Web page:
The Southwestern Historical Quarterly, Volume 29, July 1925 - April, 1926 Page: 288
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Southwestern Historical Quarterly
lands, and all that Bean told us is true. He is a father to the
red men and he speaks the truth."
A Sawano then spoke and said:
"I have heard what my brothers, the Cherokees, have said, and
their words are good. We are red men and we do not know how
to read and write. We only know what is in our heads. We have
come from afar to this country, looking for the Mexicans, and they
have received us as brothers. We ought to be men of good faith
and not false as the Tahuacanos and Wacos. The enemies of the
Mexicans are our enemies; we have come to live with them and
we are all one. We do not want to go on wandering through the
woods like the other tribes; we want to raise cattle, to plant corn,
and to teach our children to be good men. These lands are good
for those who are willing to work. He who does not work will
always be hungry, he will lack clothing for himself, his wife, and
his children, all of whom will be thieves. The Mexicans are our
fathers, and we must teach our children to esteem them after we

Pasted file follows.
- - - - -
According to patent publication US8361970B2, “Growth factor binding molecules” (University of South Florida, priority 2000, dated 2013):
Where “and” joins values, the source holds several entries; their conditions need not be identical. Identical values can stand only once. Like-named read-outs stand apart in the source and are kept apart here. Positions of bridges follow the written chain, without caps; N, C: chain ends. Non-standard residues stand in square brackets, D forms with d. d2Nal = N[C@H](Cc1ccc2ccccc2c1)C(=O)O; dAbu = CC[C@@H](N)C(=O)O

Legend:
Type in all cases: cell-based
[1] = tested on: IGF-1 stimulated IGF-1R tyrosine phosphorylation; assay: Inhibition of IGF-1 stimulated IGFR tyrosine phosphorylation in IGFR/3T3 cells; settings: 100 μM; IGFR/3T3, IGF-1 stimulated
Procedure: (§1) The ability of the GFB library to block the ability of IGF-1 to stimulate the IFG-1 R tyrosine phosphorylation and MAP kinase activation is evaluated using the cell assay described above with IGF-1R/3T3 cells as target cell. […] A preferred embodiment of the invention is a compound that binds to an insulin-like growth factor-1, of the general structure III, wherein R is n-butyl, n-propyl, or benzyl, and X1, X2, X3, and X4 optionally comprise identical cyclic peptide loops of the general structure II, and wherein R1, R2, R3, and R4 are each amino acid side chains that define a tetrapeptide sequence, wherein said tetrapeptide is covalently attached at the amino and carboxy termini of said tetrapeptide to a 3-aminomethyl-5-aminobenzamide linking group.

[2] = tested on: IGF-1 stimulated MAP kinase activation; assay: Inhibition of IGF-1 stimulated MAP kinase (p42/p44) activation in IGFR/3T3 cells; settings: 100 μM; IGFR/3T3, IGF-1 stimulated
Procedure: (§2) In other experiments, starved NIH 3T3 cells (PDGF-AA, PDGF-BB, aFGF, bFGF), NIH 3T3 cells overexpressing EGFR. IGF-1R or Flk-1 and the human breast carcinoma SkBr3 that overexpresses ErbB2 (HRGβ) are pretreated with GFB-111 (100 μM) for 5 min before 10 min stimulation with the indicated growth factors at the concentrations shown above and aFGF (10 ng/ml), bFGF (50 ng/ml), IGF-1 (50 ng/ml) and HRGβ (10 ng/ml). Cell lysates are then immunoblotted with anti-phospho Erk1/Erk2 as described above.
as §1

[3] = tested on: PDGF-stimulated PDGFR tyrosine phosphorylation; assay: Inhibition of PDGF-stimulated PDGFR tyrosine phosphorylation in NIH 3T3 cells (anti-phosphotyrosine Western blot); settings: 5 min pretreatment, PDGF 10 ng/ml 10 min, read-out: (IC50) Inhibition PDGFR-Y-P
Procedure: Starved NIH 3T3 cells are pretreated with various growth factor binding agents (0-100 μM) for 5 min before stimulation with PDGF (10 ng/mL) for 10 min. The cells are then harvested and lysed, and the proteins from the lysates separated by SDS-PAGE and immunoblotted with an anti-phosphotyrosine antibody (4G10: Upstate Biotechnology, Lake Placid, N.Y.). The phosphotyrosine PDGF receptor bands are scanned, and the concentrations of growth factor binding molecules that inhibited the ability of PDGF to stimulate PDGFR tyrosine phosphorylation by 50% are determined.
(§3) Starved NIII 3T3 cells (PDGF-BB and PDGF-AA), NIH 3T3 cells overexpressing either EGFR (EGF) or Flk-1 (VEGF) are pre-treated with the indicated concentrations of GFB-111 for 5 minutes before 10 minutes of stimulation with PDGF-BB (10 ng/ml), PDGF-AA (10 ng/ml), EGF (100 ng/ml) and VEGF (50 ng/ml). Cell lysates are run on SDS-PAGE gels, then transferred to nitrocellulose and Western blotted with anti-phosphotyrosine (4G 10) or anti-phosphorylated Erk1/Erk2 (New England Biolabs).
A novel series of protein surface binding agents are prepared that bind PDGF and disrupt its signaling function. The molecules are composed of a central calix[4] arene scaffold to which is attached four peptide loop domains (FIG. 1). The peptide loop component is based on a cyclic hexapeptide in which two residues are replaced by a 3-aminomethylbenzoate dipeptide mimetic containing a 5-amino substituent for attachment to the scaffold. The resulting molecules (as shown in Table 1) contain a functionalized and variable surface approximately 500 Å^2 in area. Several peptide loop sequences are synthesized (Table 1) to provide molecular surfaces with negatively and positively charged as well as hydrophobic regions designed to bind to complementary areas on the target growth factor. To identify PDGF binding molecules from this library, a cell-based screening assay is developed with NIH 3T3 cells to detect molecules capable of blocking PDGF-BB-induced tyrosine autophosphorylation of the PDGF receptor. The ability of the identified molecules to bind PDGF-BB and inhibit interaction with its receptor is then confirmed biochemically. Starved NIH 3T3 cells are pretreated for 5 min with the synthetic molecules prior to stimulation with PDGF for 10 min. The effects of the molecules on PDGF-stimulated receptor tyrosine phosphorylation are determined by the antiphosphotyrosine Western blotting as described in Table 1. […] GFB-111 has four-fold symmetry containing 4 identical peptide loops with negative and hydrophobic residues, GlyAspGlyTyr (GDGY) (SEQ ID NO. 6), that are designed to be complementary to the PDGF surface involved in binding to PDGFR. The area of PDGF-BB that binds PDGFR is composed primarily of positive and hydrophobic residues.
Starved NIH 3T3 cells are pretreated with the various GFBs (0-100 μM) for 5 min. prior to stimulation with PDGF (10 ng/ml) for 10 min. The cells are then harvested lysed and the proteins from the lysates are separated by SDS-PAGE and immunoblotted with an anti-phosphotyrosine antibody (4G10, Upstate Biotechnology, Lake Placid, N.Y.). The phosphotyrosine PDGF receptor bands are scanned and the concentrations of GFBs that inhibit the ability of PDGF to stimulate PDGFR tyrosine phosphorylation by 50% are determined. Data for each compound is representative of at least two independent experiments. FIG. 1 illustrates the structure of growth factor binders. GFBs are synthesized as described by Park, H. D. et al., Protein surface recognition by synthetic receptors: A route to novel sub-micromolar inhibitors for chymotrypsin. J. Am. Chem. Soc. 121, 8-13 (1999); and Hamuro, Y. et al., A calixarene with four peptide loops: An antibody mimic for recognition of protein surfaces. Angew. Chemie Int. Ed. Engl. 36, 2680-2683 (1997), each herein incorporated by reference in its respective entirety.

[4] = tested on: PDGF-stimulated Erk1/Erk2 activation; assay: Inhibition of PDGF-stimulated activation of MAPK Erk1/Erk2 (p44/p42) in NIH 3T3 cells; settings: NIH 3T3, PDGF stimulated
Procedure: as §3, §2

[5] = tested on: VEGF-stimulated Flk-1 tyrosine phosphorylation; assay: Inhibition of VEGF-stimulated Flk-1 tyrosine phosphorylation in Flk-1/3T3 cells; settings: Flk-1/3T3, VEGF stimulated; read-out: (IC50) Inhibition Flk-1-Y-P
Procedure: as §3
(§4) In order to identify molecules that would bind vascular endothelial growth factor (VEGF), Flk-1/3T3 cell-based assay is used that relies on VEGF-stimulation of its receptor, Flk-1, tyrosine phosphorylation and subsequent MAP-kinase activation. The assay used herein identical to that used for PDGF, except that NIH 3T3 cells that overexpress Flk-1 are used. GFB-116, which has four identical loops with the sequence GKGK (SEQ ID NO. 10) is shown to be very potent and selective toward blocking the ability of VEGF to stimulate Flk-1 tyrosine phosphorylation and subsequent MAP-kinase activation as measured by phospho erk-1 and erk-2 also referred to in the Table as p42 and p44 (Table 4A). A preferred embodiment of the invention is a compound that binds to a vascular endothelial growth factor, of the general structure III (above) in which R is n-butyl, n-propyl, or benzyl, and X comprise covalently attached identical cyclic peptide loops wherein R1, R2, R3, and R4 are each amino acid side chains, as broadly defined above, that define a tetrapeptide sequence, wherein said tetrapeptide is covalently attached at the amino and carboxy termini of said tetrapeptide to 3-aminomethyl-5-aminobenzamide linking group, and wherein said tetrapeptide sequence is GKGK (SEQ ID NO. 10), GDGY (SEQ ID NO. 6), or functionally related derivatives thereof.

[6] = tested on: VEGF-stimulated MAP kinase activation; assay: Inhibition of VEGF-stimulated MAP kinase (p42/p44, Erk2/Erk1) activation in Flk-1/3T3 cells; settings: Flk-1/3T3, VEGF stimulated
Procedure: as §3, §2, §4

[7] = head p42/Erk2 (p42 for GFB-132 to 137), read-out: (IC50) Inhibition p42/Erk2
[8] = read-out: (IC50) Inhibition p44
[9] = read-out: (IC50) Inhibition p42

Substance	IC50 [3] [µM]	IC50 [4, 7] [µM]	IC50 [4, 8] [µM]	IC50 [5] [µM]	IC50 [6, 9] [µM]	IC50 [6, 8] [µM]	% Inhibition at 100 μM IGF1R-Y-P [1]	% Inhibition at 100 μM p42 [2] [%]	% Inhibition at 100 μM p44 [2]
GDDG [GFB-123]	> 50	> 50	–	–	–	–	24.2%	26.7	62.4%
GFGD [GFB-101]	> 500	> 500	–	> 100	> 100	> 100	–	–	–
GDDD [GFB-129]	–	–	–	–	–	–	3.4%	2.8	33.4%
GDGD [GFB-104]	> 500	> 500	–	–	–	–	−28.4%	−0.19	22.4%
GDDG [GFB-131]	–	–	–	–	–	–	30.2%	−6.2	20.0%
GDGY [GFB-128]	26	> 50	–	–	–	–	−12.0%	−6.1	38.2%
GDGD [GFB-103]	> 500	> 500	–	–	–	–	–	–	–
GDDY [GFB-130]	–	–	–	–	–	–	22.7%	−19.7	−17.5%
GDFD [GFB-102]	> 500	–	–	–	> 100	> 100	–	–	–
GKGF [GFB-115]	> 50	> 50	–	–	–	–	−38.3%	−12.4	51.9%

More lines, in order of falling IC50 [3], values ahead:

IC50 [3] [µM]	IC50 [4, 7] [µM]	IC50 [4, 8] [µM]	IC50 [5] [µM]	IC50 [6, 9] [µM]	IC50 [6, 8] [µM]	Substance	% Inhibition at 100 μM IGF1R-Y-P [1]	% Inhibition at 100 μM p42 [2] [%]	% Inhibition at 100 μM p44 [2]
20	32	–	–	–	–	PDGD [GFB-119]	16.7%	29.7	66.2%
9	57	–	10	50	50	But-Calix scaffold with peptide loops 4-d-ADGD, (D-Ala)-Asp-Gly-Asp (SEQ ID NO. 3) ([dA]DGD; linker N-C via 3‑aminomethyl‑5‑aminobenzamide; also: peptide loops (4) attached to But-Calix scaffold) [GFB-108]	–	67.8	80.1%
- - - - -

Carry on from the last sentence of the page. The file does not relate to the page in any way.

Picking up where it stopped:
are dead, for we are already old and the day is not far when we
shall return to mother earth from where we can no longer speak
to our fathers, the Mexicans."
Many others spoke, their speeches consisting, in short, of mani-
festations of love for the Mexicans and of their desire to form one
people with them to exterminate the Tahuacanos and Wacos, who
had broken the peace after they had established agreements with
the Mexicans that should have been lasting. It was the Cherokees
that showed the greatest uniformity in their arguments and the
best judgment in their proposals, the remainder agreeing or pre-
tending to agree with them.
The greater part of these Indians (the Cherokees) are fair, and
one does not see shell or feather ornaments among them as among
the others, though they are all alike in their filth. They wear no
paint on their faces, they hold no dances except in their pueblos,
never in the settlements of the Mexicans. They never ask for
food, though they may be in need, but they accept anything that
is given to them. They trade with skins and fruits, are good
workmen, and are the best of all the Indians I have known. They
are located, at present, to the east [west] of the Sabine on the
lands granted to Thorn's colony, and they hope that the Supreme
Government will grant them these lands.
[The diary which is unsigned, thus suddenly breaks off.]
Here’s what’s next.
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Texas State Historical Association. The Southwestern Historical Quarterly, Volume 29, July 1925 - April, 1926, periodical, 1926; Austin, Texas. (texashistory.unt.edu/ark:/67531/metapth117141/m1/314/: accessed May 24, 2018), University of North Texas Libraries, The Portal to Texas History, texashistory.unt.edu; crediting Texas State Historical Association.